Early work on radar began during World War II. After the war, the Microwave Fusing Group of DREL became involved in radar research. The Microwave Fusing Group was formed in 1951 to design and develop a microwave proximity fuse for the Velvet-Glove missile. This was an air-to-air missile that was being developed at Canadian Armaments Research and Development Establishment (CARDE). The function of the microwave fusing system, located on the missile, was to detonate the missile when it was within a certain distance of its target, as determined by microwave measurements. By 1955, the group had developed successfully the fuse technology and transferred it to Canadian Westinghouse. They built 64 microwave fuses which were shown to operate satisfactorily in trials in Picton, Ontario. The fuse design was then handed over to CARDE, who had overall responsibility for the Velvet-Glove project.
The Microwave Fusing Group then became the Radio Warfare Section, which reflected the shift in focus to the pressing Electronic Counter Counter Measures (ECCM) problems of the day. With this new mandate, the group moved to a new location in 1955: DRTE's Shirleys Bay site. The rest of the Electronics Laboratory was not moved until 1961.
Canadian Electronic Counter Counter Measures activities involved the ECCM Section of DRTE and Electrical Engineering Divisions of NRC. From 1955 to 1963, the Radio Warfare Section carried out a variety of Electronic Counter Counter Measures related activities. By 1963, the work in ECCM was winding down. In that year, the Radio Warfare Section was reassigned to the Communications Laboratory. Over the next few years, the Section went through a series of name changes, until it was finally called Radar Section. From 1963 to 1969, the Section addressed a number of diverse radar and signal-processing problems. Art Poirier and Darrell Barnes designed and built a compact microwave-detection receiver. Keith Lacey, Barry Gordon, Alan Sewards and Gerry Venier worked on ideas to automate Electronic Support Measures (ESM) processing. During this period, the Radar Section provided technical advice to DND on many problems encountered with their existing radar systems, and also evaluated various radar systems proposed for future procurement.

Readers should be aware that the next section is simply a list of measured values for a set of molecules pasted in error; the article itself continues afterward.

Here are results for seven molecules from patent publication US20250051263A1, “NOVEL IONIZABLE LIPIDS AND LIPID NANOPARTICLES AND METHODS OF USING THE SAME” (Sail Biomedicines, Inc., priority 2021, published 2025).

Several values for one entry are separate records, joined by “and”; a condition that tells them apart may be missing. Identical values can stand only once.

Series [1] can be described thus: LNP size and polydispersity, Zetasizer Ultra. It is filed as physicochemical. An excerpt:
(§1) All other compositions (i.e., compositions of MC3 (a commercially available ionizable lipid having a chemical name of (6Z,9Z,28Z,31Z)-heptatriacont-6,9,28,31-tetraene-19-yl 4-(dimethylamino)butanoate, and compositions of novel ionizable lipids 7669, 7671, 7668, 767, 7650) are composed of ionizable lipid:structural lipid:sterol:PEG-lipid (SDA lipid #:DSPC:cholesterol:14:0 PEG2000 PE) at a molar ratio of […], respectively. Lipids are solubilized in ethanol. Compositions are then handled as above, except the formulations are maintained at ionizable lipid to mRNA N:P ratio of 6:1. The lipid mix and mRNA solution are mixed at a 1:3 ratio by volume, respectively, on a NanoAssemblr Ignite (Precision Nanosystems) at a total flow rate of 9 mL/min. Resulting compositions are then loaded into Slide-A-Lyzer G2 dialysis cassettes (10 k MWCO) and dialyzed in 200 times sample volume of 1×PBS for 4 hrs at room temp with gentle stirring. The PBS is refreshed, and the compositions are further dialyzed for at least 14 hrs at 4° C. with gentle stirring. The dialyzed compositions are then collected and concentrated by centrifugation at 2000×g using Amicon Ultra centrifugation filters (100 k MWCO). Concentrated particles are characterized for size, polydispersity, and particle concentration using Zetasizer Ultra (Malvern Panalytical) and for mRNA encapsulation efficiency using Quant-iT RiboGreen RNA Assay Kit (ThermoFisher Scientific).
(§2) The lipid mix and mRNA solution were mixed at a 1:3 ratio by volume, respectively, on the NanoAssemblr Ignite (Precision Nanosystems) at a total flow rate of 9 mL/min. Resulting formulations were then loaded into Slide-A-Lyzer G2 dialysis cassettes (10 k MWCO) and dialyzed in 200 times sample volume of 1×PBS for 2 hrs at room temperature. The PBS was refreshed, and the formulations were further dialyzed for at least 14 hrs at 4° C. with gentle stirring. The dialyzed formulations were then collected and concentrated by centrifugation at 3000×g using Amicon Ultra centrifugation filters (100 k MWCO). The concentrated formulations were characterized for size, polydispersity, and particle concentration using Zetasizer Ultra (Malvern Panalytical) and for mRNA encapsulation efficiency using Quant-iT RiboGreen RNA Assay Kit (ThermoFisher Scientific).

In 1969, with the transfer of DRTE to CRC, Radar research continued, although there was no requirement for such research in DOC. F.T. Davies, the chief superintendent of DRTE, had insisted that DRTE be transferred as a whole, fearing that fragmentation would destroy the research establishment that he had supervised and nurtured for so many years. In actual fact, the Radar Section was part of DOC, but largely supported by DND. At the same time, the Radar Section expanded to incorporate the Basic Circuits Group from the Electronics Laboratory. One group, led by Alan Sewards, continued work on ESM for the navy, embarking on a collaborative project with the U.K. In 1973, this work was eventually completed and handed over to the Electronic Warfare Section at DREO (Defence Research Establishment Ottawa). Another group, under Bill Hindson, concentrated on problems related to airborne radar.
In 1974, the Radar Section was large enough to be split off from the Communications Laboratory, and became the Radar Research Laboratory (RRL), with Frank Smith as its first Director. There were two sections: the Surface Radar Section, led by David Mabey and the Airborne Radar Section, led by Don Page. In the same year, the Minister of National Defence announced RRL would be moving to Winnipeg. This proposed move led to a high turnover of personnel. In May 1988, the RRL was turned back over to DREO.
|Leader of Microwave Fusing Group||Irvine Paghis|
|Heads of the Radio Warfare Section DRTE: 1951-1969||Roy Dohoo
|Heads of the Radar Section
|Directors of Radar Research
|Frank Smith (74-78)
Alf Gilchrist (78-79)
David Mabey (79-81, acting)
David Mabey (81-88)
Norman, Jim and Crow, Rita, eds. 50th Anniversary Edition of the History for Defence Research Establishment Ottawa 1941-1991. Ottawa; DREO, March 1992.